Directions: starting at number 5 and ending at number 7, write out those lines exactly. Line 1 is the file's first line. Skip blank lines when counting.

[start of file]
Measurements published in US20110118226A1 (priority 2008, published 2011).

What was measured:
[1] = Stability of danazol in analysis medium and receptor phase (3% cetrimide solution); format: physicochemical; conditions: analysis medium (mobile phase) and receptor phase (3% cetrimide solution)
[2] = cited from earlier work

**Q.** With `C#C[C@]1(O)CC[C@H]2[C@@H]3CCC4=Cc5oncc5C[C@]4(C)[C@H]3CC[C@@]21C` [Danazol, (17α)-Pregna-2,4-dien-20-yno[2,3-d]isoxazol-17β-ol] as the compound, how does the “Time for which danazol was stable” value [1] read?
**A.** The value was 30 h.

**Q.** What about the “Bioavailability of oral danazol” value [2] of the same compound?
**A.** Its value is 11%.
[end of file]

**Q.** With `C#C[C@]1(O)CC[C@H]2[C@@H]3CCC4=Cc5oncc5C[C@]4(C)[C@H]3CC[C@@]21C` [Danazol, (17α)-Pregna-2,4-dien-20-yno[2,3-d]isoxazol-17β-ol] as the compound, how does the “Time for which danazol was stable” value [1] read?
**A.** The value was 30 h.

**Q.** What about the “Bioavailability of oral danazol” value [2] of the same compound?